Previously, it was thought that HIV hides primarily in central memory T-cells during effective anti-HIV therapy. But, in the study published this month (19 October) in Cell Reports, the scientists show that replication-competent HIV persists in specific subsets of CD4+ immune memory T-cells.
HIV infects white blood cells known as T lymphocytes, particularly the CD4+ T cells that recognise infection and get the immune system to respond. Following HIV infection, if anti-HIV therapy is not initiated, the number of CD4+ T cells in the blood begins to fall, though the process may be slow.
Sarah Palmer, associate professor at Sydney University, whose team developed a full-length genetic sequencing assay for HIV, says: “This assay identifies where and determines how much replication-competent virus remains in the CD4+ T cells of an HIV-infected individual even after years of effective anti-HIV therapy.
“It will allow us to identify the cells which contain infectious, replication-competent virus, opening up promising possibilities for targeting this remaining virus for elimination from the body.”
It will allow us to identify the cells which contain infectious, replication-competent virus, opening up promising possibilities for targeting this remaining virus for elimination from the body.”
As many as 36.7 million people globally were living with HIV in 2016. There is still no vaccine against the virus, which causes the acquired immune deficiency syndrome (AIDS). More than 95 per cent of HIV infections occur in developing countries, according to the WHO, and AIDS remains the leading cause of death in Sub-Saharan Africa.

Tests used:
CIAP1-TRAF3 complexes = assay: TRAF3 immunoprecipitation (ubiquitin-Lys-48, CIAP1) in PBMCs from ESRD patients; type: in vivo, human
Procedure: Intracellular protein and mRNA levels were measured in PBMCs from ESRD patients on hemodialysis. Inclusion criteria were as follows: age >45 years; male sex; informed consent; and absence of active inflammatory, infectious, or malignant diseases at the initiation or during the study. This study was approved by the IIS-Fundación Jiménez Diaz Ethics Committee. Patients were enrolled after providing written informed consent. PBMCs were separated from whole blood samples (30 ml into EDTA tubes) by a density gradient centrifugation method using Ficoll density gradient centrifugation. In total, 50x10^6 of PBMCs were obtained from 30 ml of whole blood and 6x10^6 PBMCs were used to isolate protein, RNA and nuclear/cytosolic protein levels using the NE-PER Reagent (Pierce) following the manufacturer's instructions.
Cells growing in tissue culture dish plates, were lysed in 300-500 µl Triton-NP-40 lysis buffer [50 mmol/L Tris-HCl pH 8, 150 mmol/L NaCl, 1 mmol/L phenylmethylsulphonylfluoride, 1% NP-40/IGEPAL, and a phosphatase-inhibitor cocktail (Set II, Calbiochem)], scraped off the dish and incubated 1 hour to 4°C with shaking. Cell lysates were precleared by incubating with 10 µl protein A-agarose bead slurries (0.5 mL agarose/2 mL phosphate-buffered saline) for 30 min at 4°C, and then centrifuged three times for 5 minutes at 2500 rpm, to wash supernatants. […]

The researchers will now conduct studies to determine how long replication-competent viruses persist in these specific cells during anti-HIV therapy, and to identify cellular markers unique to these cells so they can be targeted by treatment strategies.
“Therapies can now be directed towards the specific cells containing this genetically intact virus. This new treatment strategy could be in the form of nanoparticles, which deliver therapies directly to cells containing the infectious, replication-competent virus,” Palmer tells SciDev.Net.
“Today we have excellent HIV treatments which can keep most people well by driving down HIV in the body to “undetectable” levels,” says Cipriano Martinez, president, National Association of People with HIV, Australia. “But, even with these treatments, HIV [viruses] are still able to hide in various cells of the body and cannot be completely eliminated.”
“This research is timely and provides new information to assist in the development of therapies aimed at fully eliminating HIV from the body,” adds Martinez. Only about five per cent of HIV is genetically intact, and it hides in the effector memory T-cells while the rest act as a decoy and divert attention away from the ‘real’ virus, according to the study.
“The immune system cannot discern replication-competent virus from defective virus,” explains Palmer. “Some defective viruses can produce viral proteins which are recognised by the immune system and then the cells containing the defective virus are eliminated. But, because there is so much more defective virus in the cells than genetically intact virus, these defective viruses act as a decoy and divert the immune system.”
This piece was produced by SciDev.Net’s Asia & Pacific desk.